The Islamic State, despite being driven by Kurdish fighters from its one-time Syrian stronghold in Kobani last week, nevertheless is extending its reach well beyond Iraq and Syria, military officials and analysts warn -- represented, by some estimates, in nearly a dozen countries.
Lt. Gen. Vincent Stewart, director of the Defense Intelligence Agency, delivered a grim assessment earlier this week in testimony to the House Armed Services Committee, as he described how the group was surfacing in North Africa.
"With affiliates in Algeria, Egypt, Libya, the group is beginning to assemble a growing international footprint that includes ungoverned and under governed areas,” Stewart said.
ISIS continues to hold a wide swath of territory, bigger than the state of Pennsylvania, in its home base spanning parts of Iraq and Syria, propped up by more than 20,000 foreign fighters from at least three dozen countries. But the terror network’s tentacles, as Stewart indicated, are creeping into other nations; largely those with fragile governments.
“ISIS, like Al Qaeda, has thrived in the failed states where there is a vacuum of power,” said James Phillips, Middle East senior research fellow with the Heritage Foundation.
A key worry is the group’s potential ambitions in Afghanistan, where the U.S. combat mission just ended and Afghan security forces are in control.
Defense secretary nominee Ashton Carter, who had his confirmation hearing Wednesday, told Congress he is aware of reports that ISIS may try to expand into Afghanistan, and vowed to work with coalition partners to stop the group. He said he would consider changing plans for withdrawing the remaining 10,600 U.S. troops from Afghanistan by the end of 2016 if security conditions further deteriorate.
The Islamic State’s ambitions do not stop at Afghanistan, the so-called Graveyard of Empires. Militant groups in Pakistan, the Philippines, Israel and the Gaza Strip, Lebanon, Indonesia and Jordan, among other areas, reportedly have pledged formal support for ISIS. New York Magazine, in a recent report, wrote, “Think of them as ISIS's self-appointed foreign bases.”
It’s impossible to know precisely how many members are involved in these groups, but analysts say the biggest groups generally are still affiliated with Al Qaeda, while others are starting to stand with ISIS – and execute attacks.
An ISIS-tied group in Egypt, for instance, claimed responsibility for a series of coordinated attacks on Jan. 30 that killed at least two dozen security officers in restive Sinai.
The Caliphate Soldiers Group in Algeria, which pledged loyalty to ISIS in September, kidnapped and beheaded a French tourist the same month. Terrorists posted a video of the beheading, saying it was in response to French airstrikes in Iraq. Algerian Special Forces killed the terror leader late last year, which analysts say dealt a morale blow to the small group.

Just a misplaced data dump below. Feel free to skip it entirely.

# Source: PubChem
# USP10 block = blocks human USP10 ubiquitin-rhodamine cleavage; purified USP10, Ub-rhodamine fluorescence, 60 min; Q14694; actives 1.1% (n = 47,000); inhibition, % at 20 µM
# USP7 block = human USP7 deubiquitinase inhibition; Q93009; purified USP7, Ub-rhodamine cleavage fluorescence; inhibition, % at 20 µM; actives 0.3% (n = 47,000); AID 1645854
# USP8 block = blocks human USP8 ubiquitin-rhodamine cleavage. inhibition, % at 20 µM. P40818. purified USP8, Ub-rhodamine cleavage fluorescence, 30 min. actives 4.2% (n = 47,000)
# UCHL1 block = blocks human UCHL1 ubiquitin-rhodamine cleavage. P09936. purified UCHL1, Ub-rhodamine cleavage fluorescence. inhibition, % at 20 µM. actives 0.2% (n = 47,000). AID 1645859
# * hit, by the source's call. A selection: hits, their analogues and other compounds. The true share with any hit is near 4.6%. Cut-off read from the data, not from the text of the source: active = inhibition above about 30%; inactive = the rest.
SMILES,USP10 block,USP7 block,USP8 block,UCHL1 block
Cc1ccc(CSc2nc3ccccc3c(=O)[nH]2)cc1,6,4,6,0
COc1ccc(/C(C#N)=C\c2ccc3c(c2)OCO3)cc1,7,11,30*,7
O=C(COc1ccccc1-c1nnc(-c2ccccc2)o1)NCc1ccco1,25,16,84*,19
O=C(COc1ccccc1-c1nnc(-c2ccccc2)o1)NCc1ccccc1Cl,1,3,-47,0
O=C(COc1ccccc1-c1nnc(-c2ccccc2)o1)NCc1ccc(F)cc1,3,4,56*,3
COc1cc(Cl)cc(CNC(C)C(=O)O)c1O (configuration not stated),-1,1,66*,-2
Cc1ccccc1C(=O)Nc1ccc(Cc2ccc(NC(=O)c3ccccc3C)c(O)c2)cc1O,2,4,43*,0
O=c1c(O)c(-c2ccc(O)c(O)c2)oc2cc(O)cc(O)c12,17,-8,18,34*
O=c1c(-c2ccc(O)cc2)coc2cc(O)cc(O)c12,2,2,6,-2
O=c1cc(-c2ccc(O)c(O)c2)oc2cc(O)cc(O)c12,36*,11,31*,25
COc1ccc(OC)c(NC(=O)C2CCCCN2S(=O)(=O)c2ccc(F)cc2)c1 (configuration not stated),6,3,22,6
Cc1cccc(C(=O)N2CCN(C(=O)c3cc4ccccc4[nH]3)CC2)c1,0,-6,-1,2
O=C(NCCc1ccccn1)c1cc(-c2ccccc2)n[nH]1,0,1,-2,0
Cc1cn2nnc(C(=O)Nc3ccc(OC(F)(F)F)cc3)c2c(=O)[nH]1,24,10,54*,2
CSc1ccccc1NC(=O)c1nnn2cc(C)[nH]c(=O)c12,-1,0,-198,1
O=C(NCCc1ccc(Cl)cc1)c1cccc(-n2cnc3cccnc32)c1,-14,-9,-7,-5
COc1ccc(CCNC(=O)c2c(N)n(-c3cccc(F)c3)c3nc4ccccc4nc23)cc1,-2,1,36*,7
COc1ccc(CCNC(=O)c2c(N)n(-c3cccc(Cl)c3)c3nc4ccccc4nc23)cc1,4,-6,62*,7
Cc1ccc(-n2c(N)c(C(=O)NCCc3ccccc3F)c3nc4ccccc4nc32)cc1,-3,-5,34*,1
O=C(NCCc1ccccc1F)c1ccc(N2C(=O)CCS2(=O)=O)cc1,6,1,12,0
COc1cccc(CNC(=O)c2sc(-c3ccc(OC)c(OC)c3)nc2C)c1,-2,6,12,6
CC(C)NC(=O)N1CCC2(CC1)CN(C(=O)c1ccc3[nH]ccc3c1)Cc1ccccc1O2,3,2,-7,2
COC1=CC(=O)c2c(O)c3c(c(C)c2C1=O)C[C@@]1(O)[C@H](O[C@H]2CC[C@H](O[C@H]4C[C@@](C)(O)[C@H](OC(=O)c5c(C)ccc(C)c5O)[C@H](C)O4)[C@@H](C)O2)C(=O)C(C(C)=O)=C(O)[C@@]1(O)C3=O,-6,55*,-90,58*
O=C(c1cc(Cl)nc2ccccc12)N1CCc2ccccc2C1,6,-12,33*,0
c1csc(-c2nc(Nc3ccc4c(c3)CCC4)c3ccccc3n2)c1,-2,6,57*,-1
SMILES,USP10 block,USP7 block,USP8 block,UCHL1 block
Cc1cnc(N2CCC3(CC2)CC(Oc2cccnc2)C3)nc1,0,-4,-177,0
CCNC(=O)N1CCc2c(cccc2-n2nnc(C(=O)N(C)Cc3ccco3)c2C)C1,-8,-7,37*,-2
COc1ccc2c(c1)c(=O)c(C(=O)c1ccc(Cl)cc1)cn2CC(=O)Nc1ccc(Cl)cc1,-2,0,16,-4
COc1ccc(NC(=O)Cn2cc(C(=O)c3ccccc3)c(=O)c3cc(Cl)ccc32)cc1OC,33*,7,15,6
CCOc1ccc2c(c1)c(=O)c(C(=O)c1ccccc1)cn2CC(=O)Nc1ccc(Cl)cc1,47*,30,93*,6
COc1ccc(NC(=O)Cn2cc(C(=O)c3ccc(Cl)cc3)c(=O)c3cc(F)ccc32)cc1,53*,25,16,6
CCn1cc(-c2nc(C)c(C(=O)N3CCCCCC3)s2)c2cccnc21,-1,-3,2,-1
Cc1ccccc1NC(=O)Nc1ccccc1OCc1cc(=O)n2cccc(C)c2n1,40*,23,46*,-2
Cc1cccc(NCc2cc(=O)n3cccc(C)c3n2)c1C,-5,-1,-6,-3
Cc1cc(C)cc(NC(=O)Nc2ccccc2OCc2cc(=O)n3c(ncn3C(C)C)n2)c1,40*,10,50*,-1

In Libya, the Islamic State’s Tripoli Province took credit for a hotel attack on Feb. 1 which killed nine people, including an American.
Published reports tie other groups to ISIS including The Jundallah militant group and the Tehreek-e-Khilafat groups in Pakistan; the Philippines' Abu Sayyaf group; Sinai Province in Egypt; Lebanon’s The Free Sunnis of Baalbek Brigade; Indonesia’s Jama’ah Ansharut Tauhid; and Sons of the Call for Tawhid and Jihad in Jordan.
The Heritage Foundation’s Phillips said it’s not just groups like these that have declared loyalty. “There are an unknown number of self-radicalized militants in many different countries that may self-identify with ISIS and carry out ‘lone wolf’ terrorist attacks in its name, without necessarily being members of the group,” he said. He cited the hostage crisis in Sydney, Australia, last December as an example.
ISIS continues to get pounded by coalition airstrikes in Iraq and Syria, where Kurdish forces recently took back the vital city of Kobani. Those strikes are likely to increase following the brutal execution of a captured Jordanian pilot (though the coalition is down a member, with the United Arab Emirates having suspended airstrikes after the pilot’s capture in December.)
Phillips said the purpose of the group’s grisly propaganda videos – including of the Jordanian pilot being burned alive in a cage -- is to change the subject, from recent setbacks in Kobani as well as some areas in Iraq, through “jihadist pornography.” He said the point is to show the group as an “invincible army,” psychologically attractive to European teenagers who might join the fight.
Raymond Stock, a Shillman-Ginsburg writing fellow at the Middle East Forum, argued the message carries more weight with Muslims worldwide than most realize. He told Fox News the propaganda videos are “so well-produced and so well-targeted -- extremely effective. We have nothing counteracting that.”
Stock, who spent 20 years living in Egypt, sees the group’s ambitions as limitless and argues it is a mistake to believe the Islamic State is an organization seeking to control limited territory.
He also suggested Al Qaeda and ISIS are not necessarily direct competitors. He cited an Arabic proverb, which he translates as: "Me and my brother against my cousin; me and my cousin against the outsider."
In Wednesday’s Senate Armed Services Committee confirmation hearing for defense secretary, Sen. John McCain, R-Ariz., pressed Carter on the need to have a strategy against ISIS.
“I believe I understand our strategy at this time,” Carter explained. “I also have the intention, again if confirmed, to make it my first priority to go there, to talk to our military leaders there, to confer with you … I think a strategy connects ends and means, and our ends with respect to ISIL needs to be its lasting defeat.”
McCain retorted: "Well, it doesn't sound like a strategy to me, but maybe we can flesh out your goals."
The Associated Press contributed to this report